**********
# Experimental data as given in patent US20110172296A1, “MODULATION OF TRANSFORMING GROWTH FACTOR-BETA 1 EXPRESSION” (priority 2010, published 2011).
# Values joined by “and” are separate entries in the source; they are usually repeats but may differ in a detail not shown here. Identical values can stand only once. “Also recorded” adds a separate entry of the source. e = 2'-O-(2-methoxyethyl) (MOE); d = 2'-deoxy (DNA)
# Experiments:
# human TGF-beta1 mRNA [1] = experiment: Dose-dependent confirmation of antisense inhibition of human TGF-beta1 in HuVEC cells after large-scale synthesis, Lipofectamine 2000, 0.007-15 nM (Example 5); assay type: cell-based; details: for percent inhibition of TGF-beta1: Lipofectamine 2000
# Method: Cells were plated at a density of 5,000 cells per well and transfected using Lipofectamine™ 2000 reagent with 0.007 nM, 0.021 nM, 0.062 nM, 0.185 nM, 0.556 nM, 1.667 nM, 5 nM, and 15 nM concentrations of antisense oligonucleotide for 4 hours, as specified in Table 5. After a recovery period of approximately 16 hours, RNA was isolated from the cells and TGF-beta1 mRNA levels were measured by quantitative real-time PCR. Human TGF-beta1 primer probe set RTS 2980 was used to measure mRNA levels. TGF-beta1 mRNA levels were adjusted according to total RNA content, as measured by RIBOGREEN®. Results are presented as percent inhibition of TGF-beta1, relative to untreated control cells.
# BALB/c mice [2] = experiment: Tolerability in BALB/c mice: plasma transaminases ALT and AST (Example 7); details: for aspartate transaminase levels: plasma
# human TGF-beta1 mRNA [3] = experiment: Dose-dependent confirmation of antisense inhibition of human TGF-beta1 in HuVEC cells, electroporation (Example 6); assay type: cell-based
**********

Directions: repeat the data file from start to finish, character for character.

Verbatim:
# Experimental data as given in patent US20110172296A1, “MODULATION OF TRANSFORMING GROWTH FACTOR-BETA 1 EXPRESSION” (priority 2010, published 2011).
# Values joined by “and” are separate entries in the source; they are usually repeats but may differ in a detail not shown here. Identical values can stand only once. “Also recorded” adds a separate entry of the source. e = 2'-O-(2-methoxyethyl) (MOE); d = 2'-deoxy (DNA)
# Experiments:
# human TGF-beta1 mRNA [1] = experiment: Dose-dependent confirmation of antisense inhibition of human TGF-beta1 in HuVEC cells after large-scale synthesis, Lipofectamine 2000, 0.007-15 nM (Example 5); assay type: cell-based; details: for percent inhibition of TGF-beta1: Lipofectamine 2000
# Method: Cells were plated at a density of 5,000 cells per well and transfected using Lipofectamine™ 2000 reagent with 0.007 nM, 0.021 nM, 0.062 nM, 0.185 nM, 0.556 nM, 1.667 nM, 5 nM, and 15 nM concentrations of antisense oligonucleotide for 4 hours, as specified in Table 5. After a recovery period of approximately 16 hours, RNA was isolated from the cells and TGF-beta1 mRNA levels were measured by quantitative real-time PCR. Human TGF-beta1 primer probe set RTS 2980 was used to measure mRNA levels. TGF-beta1 mRNA levels were adjusted according to total RNA content, as measured by RIBOGREEN®. Results are presented as percent inhibition of TGF-beta1, relative to untreated control cells.
# BALB/c mice [2] = experiment: Tolerability in BALB/c mice: plasma transaminases ALT and AST (Example 7); details: for aspartate transaminase levels: plasma
# human TGF-beta1 mRNA [3] = experiment: Dose-dependent confirmation of antisense inhibition of human TGF-beta1 in HuVEC cells, electroporation (Example 6); assay type: cell-based